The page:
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Brexit – heroes of the silly season

August 6, 2019

Carole Cadwalladr

We British are in the middle of what used to be called the silly season – a time of year when most politicians are on holiday and inactivity on the political front once led to newspapers struggling to find content other than stories of predatory seagulls, divorcing celebrities and footballers getting wasted in Malaga.

Not so this year. We are being subjected to wall-to-wall electioneering by our new government, unconstrained by the spending limits prescribed by election law. Spending promises, photo opportunities and the novelty of a bombastic liar at 10 Downing Street gleefully playing with the levers of the state.

Meanwhile people who keep our country running – not least our health service – are preparing to return to their own countries. Those who remain feel threatened and unappreciated. And our law-abiding minorities live in fear of racist abuse and actual violence from thugs who are encouraged by the tide of open xenophobia sweeping across Europe and the United States.

I could accept our leaving the European Union if it wasn’t being propelled under false pretences by wealthy interests with nothing to lose and much to gain. I could respect the “will of the people” if the process had not empowered those driven by hatred, envy and malice. If it had not spawned a huge community of emotionally incontinent online trolls. If we had not been conditioned to believe any old nonsense we are fed by journalists and editors who have forgotten their professional obligation to check their facts, and by pop-up pundits for whom telling the truth is an inconvenience to be avoided.

Whichever version of the truth we accept or reject, we are appear to be in a world in which how we feel is more important than sober consideration of the consequences of those feelings.

I have little to say about Brexit that I haven’t already said over the past three years. I haven’t written about Boris Johnson and his abomination of a government because many people more talented and coherent than me have already spoken for the millions of who deplore our country’s lurch to the far right and toward the precipice of a no-deal Brexit.

But it surely does no harm to pipe up occasionally and reiterate that I have not changed my mind about the folly in which we are currently engaged, unlike so many of the Conservative members and MPs who have joined Johnson in his colossal gamble with our stability and prosperity.

As the extent of the manipulation via the social media of the British (and American) electorates in 2016 becomes more widely known, the verdict of the “people” seems ever more unsafe. The failure, for whatever reason, of the police to prosecute electoral crimes that might invalidate the EU referendum, seems more than ever like a coup d’etat.

Yet, despite the efforts of dissenting voices in the print and broadcast media, we are being led to believe that Brexit is a matter of when rather than if.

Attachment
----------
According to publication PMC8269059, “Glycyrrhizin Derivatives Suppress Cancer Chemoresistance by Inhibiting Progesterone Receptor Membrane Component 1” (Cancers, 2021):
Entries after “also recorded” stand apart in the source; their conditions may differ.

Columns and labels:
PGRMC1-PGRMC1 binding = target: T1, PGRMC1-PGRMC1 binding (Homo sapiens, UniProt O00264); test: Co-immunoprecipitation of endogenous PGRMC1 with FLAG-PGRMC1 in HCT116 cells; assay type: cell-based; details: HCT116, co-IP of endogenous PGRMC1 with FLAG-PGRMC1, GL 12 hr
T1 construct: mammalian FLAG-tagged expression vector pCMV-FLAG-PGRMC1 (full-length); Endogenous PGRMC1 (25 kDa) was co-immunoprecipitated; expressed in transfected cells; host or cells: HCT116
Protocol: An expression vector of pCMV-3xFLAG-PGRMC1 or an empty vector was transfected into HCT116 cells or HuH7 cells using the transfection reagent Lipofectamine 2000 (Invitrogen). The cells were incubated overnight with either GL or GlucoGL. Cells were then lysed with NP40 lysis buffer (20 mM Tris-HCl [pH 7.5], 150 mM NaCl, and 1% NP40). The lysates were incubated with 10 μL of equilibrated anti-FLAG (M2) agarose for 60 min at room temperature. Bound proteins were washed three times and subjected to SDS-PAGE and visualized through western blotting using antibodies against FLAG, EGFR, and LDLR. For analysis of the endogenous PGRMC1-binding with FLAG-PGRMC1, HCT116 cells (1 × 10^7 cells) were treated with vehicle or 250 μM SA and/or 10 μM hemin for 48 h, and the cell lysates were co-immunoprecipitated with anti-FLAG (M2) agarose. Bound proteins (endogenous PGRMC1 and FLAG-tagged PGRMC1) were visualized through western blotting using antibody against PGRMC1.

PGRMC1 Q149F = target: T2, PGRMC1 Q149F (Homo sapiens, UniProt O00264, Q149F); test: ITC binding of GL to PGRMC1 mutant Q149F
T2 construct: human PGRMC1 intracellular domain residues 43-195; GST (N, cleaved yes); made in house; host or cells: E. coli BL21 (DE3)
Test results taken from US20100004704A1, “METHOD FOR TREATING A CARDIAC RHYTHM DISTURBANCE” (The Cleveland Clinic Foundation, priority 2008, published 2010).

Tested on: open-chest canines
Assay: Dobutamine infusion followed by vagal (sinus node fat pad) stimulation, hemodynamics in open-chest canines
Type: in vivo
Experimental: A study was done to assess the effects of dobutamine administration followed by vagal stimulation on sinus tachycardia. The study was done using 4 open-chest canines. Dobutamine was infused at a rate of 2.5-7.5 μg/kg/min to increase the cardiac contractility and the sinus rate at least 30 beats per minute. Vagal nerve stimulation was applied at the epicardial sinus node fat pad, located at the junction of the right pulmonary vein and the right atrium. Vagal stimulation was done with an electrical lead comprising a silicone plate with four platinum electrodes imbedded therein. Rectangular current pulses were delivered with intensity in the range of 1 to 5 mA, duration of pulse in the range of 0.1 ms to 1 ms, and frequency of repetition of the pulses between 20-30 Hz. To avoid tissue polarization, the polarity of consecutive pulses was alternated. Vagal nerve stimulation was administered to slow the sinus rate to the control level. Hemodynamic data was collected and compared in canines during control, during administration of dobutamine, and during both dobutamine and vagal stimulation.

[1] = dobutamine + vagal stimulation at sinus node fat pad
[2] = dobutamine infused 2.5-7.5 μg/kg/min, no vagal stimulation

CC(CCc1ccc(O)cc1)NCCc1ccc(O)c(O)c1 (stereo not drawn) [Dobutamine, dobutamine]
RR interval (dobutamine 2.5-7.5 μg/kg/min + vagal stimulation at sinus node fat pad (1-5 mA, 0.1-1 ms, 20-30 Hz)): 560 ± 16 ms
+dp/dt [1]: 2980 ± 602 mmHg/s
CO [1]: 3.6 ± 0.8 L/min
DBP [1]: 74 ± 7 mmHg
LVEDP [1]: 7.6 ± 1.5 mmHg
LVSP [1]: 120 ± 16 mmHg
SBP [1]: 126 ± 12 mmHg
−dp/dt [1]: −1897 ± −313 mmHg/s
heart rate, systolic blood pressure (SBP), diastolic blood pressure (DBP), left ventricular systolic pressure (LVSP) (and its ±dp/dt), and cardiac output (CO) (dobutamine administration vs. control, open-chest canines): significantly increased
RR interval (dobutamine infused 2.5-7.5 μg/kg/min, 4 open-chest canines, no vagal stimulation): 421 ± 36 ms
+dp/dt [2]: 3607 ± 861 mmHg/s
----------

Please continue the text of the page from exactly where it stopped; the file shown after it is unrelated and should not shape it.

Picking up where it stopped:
So I for one will keep banging my drum, no matter what happens between now and October 31st. I may be a nobody whose voice is heard mainly when I loudly curse my incompetence on the golf course, but there others (much as I appreciate your reading or following this blog) whose opinions count more than mine and who are worth reading if, like me, you are in a dual state of despair at the present and tentative hope for the future.

These are people who cross the political, social and professional spectrum. I may not share their views on all subjects, but I admire their energy and, in some cases, courage, in speaking out against the no-deal Brexit madness. They are the antibodies fighting the virus that currently afflicts us.

Carole Cadwalladr – journalist

Matthew Parris – journalist, author, former Conservative MP

David Allen Green – lawyer

Jess Phillips – Labour MP

Jo Maugham – lawyer

Ian Dunt – journalist

James O’Brien – journalist and broadcaster

Fintan O’Toole – journalist and author

Alistair Campbell – journalist and former political advisor

Simon Schama – historian

Rory Stewart – Conservative MP

Gary Lineker – TV presenter, ex-footballer

Dominic Grieve – Conservative MP

Tom Watson – Labour MP

Tony Blair – former Prime Minister

John Major – former Prime Minister

This, if you like, is my roll of honour. There are plenty of others who have spoken out against Brexit – not least the six million who signed the petition to revoke Article 50. If we avoid the precipice, and emerge with a settlement to this nasty dispute that satisfies most of us and leaves my country in a better place, these are the people I will thank.

And finally, a special mention for Jonathan Coe, a son of Birmingham, my beloved home town. I’ve just finished his latest novel Middle England, in which he deals with the contradictions and baleful consequences of the 2016 referendum with a compassion that reminds me that this saga is about human beings, not cardboard cut-outs of goodies and baddies.

There are three months left to prevent what is being portrayed as inevitable. I hope we use them well.

From → Books, Politics, Social, UK

5 Comments
  1. I agree 100% with every single word.

    • Good to know Ronnie. But surely not 100% – you’ve never heard me howling on the golf course!

  2. How did you get inside my head?

  3. …. and will you be my spokesperson in my LUST for power – no golf though…

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